On the face of it, Karen O and Danger Mouse seem to have just one thing in common: They’re about the same age—she’s 40; he’s 41. Otherwise, the contrast between the two musicians couldn’t be sharper. At gigs with her New York-based garage punk band, Yeah Yeah Yeahs, Karen O (birth name: Karen Lee Orzolek) always puts up a badass act. Last summer at the Governors Ball concert in New York, she whipped the microphone around, then put it inside her mouth, ran and leapt on stage and belted out some of Yeah Yeah Yeahs’ most popular songs, holding the audience in thrall. She’s known to spray beer out of her mouth, spit on herself, and do the most outrageous punk-like things while she performs.

Danger Mouse (birth name: Brian Burton) is exactly the opposite at the few gigs he can be spotted at. The six-time Grammy award-winning record producer, songwriter and musician has worked with a roster of bands and artists that can seem mind-boggling—and genre-defying. He has produced records for the Black Keys, Gorillaz, U2, Red Hot Chili Peppers, Norah Jones and rapper A$AP Rocky, and that doesn’t even cover half the list of musicians he has been associated with. In a 2012 video of a London gig by Gnarls Barkley, the band formed by Burton and R&B, soul and hip hop singer CeeLo Green, you can see him sitting unassumingly at the keyboards while Green sings upfront with a showman’s flair.

Yet, Burton is a phenomenon. In 2004, he burst upon the scene when one of his creations, a mash-up of The Beatles’ White Album and Jay-Z’s Black Album, was leaked on the internet, leading to copyright issues and other controversies, but, more importantly, it pitchforked him into the limelight. Since then it has been a quick and eventful ride to stardom, and, today, Burton, better known as Danger Mouse, is probably one of contemporary music’s most sought-after producers—by everyone, even film-makers.

For the 2017 film Baby Driver, he collaborated with Run the Jewels and Big Boi to produce a track titled Chase Me. His latest project is what could might seem an unlikely collaboration: He and the South Korea-born Karen O have just released an album titled Lux Prima, which upends what you might have expected till now from both musicians.

The collaboration’s genesis does have the trademark Karen O style though. It is believed to have begun more than 10 years ago when the Yeah Yeah Yeahs’ singer made a spur-of-the-moment drunken call to Burton proposing that they work together.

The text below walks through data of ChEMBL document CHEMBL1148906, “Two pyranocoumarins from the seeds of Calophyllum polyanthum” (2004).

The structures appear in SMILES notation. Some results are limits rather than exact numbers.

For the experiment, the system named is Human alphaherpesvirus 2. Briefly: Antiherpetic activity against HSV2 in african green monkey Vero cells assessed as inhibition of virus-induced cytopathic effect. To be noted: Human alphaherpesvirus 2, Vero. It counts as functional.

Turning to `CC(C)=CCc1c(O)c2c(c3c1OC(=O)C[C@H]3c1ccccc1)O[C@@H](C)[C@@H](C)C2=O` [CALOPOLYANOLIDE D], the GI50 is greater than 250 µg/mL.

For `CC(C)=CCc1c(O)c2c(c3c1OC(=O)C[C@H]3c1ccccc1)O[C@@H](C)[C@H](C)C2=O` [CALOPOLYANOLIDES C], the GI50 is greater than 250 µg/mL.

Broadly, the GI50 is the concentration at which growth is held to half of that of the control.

DangerMouse Photo: Getty images
DangerMouse Photo: Getty images

Mind you, Karen O has another side too. Her wild performances and Yeah Yeah Yeahs’ uncompromisingly sound may tempt critics to pigeonhole her. But since the early years of her band, she has forayed into interesting side projects. She has collaborated with bands such as The Flaming Lips, Swans, and the hip hop DJ NASA. And she has contributed to the soundtracks of many films, including doing a version of Bob Dylan’s Highway 61 Revisited for I’m Not There, a 2007 film inspired by the life of Dylan.

Cinematic is probably the best way to describe the new album that the duo has made. Lux Prima (it means “first light" in Latin) has nine songs that could be the soundtrack to a captivating film that comes with expansive, grandiose cinematography. It is appropriate that Danger Mouse and Karen O are planning to present the album at a “multi-sensory art installation", with lights, projections and other devices, in Los Angeles on 18 April.

Lux Prima is an exquisitely crafted album on which Karen O, if you’ve heard her records or watched her shows with Yeah Yeah Yeahs, will surprise you with her transformation: from punk’s bad girl vocalist to a hauntingly, ethereal singer. Her vocals and Danger Mouse’s brilliant music combine to make the album a hypnotic experience for the listener. Each of the nine songs on the album is so immersive that it can seem otherworldly but also pleasingly calming. Karen O’s Yeah Yeah Yeahs brand of screaming, growling and yelping is substituted by a soft lilt that occasionally soars heavenwards and envelops you rather warmly, showing her talent.

The duo explores more than one genre on Lux Prima. On Ministry, Karen O sings in falsetto in a style reminiscent of trip hop; on Woman, it’s a fiery punk-meets-blues style; on Redeemer, by far my favourite track on the album, she sounds gritty, and the music, accentuated by the brooding guitar work of Yeah Yeah Yeahs’ Nick Zinner (who appears on a couple of other songs too), recalls 1960s’ rock.

The differences in their provenance notwithstanding, it is obvious that Burton and Karen O complement each other perfectly. Burton’s attention to detail and willingness to experiment match well with Karen O’s efforts to transcend her punk image and create a performance that is mature and sophisticated.

For a reality check, after I had listened to Lux Prima in its entirety, I played my favourite Yeah Yeah Yeahs album, Fever To Tell (2003), which is also their debut full-length (they have, in all, four). Yes, on it Karen O is boisterous and nowhere near as calm as she sounds on Lux Prima, yet, in retrospect, even in those early songs, you can discern the talent inherent in her vocal abilities. As for Burton, Lux Prima proves once again that his genius knows no bounds.

First Beat is a column on what’s new and groovy in the world of music.

@sanjoynarayan

THE LOUNGE LIST

Five tracks to bookend your week

1. ‘Redeemer’ by Karen O and Danger Mouse from ‘Lux Prima’

2. ‘Woman’ by Karen O and Danger Mouse from ‘Lux Prima’

3. ‘Lux Prima’ by Karen O and Danger Mouse from ‘Lux Prima’

4. ‘Crazy’ by Gnarls Barkley from ‘St Elsewhere’

5. ‘Y Control’ by Yeah Yeah Yeahs from ‘Fever To Tell’

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